MercoPress, en Español

Montevideo, February 23rd 2019 - 17:53 UTC

Granger swears as Guyana's new president with a one seat majority in legislature

Monday, May 18th 2015 - 04:55 UTC
Full article 4 comments
“I shall be a good president for all the people of Guyana,” Afro-Guyanese Granger said after taking the oath of office for his five-year term. “I shall be a good president for all the people of Guyana,” Afro-Guyanese Granger said after taking the oath of office for his five-year term.
Indo-Guyanese politician Moses Nagamootoo, who defected from the PPP, was tapped as prime minister. The full cabinet will be unveiled on May 26 Indo-Guyanese politician Moses Nagamootoo, who defected from the PPP, was tapped as prime minister. The full cabinet will be unveiled on May 26

Former army brigadier David Granger was sworn in as Guyana's new president on Saturday after his multiracial opposition coalition narrowly won a national election, heralding a new chapter in the ethnically-divided.

 Granger's APNU+AFC coalition, a recent fusion between the traditional black party and a smaller third party, broke the ruling Indo-Guyanese PPP party's 23 year grip on power in Monday's election.

Thousands flocked to Georgetown's Parliament Square to cheer on Granger, a 69-year-old Afro-Guyanese who has vowed to crack down on corruption and govern for citizens of both Indian and African descent.

“I shall be a good president for all the people of Guyana,” Granger said after taking the oath of office for his five-year term.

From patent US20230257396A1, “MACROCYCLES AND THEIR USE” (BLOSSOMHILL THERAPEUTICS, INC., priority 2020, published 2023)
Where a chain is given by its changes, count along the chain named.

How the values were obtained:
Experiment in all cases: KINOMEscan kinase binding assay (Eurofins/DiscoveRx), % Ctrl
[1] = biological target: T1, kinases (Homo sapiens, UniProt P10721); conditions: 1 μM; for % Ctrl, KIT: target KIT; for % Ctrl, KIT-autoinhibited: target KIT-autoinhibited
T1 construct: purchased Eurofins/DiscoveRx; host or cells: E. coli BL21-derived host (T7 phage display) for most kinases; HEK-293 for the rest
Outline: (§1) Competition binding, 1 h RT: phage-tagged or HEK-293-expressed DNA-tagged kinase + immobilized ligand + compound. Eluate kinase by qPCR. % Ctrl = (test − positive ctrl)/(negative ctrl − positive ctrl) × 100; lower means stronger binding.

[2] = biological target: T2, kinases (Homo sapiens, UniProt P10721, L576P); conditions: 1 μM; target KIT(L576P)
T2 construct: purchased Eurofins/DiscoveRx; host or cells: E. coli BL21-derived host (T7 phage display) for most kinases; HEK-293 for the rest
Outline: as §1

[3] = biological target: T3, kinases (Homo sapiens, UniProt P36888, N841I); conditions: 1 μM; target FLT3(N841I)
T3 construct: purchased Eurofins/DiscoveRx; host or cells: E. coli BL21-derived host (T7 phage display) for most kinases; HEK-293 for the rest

Indo-Guyanese politician Moses Nagamootoo, who defected from the PPP, was tapped as prime minister. The full cabinet will be unveiled on May 26, when the former colony celebrates 49 years of independence from Britain. The coalition will have a one seat majority in the 65-seat legislature.

Former President Donald Ramotar, however, said he was “disappointed, hurt and aggrieved” by the outcome of the election, which was triggered by his suspension of parliament in November to avoid a no-confidence vote.

The veteran PPP politician has alleged the elections were rigged, though diplomats from the United Kingdom, Canada and the United States said they were free and fair.

Ramotar's government was dogged by accusations of corruption and nepotism, putting a damper on Guyana's economic growth buoyed by the gold, diamond and bauxite sectors.

The new administration plans to spearhead anti-money laundering legislation, a constitutional reform committee, and fight crime during its first 100 days in power.

Granger has a degree in history and received military training in Nigeria, Brazil and the United Kingdom. He is the founder of a security consultancy, also worked as magazine publisher, and enjoys collecting coins.

Categories: Politics, Latin America.

Top Comments

Disclaimer & comment rules
  • CabezaDura2

    “I shall be a good president for all the people of Guyana,” Granger said after taking the oath of office for his five-year term.

    Yeah thats what all African and Middleastern leaders say when they take office.
    Hutus vs Tutsi
    Shia vs Sunni
    Sinhalise vs Tamils

    Thats the problem with all multicultural countries, they just dont get along.

    May 18th, 2015 - 01:32 pm 0
  • ChrisR

    “Granger swears”

    He told Ramotar to ”fuck off and don't come back, you crook.'

    Sounds reasonable to me!

    May 18th, 2015 - 05:42 pm 0
  • Skip

    “Thats the problem with all multicultural countries, they just dont get along.”

    All?

    Like multi-national countries such as Switzerland, Spain, UK, Canada?

    Or multicultural migrant countries such as UK, Canada, U.S., New Zealand, Australia and Singapore?

    Such broad generalisations that don't stack up to reality.

    May 20th, 2015 - 12:33 am 0
Read all comments

Commenting for this story is now closed.
If you have a Facebook account, become a fan and comment on our Facebook Page!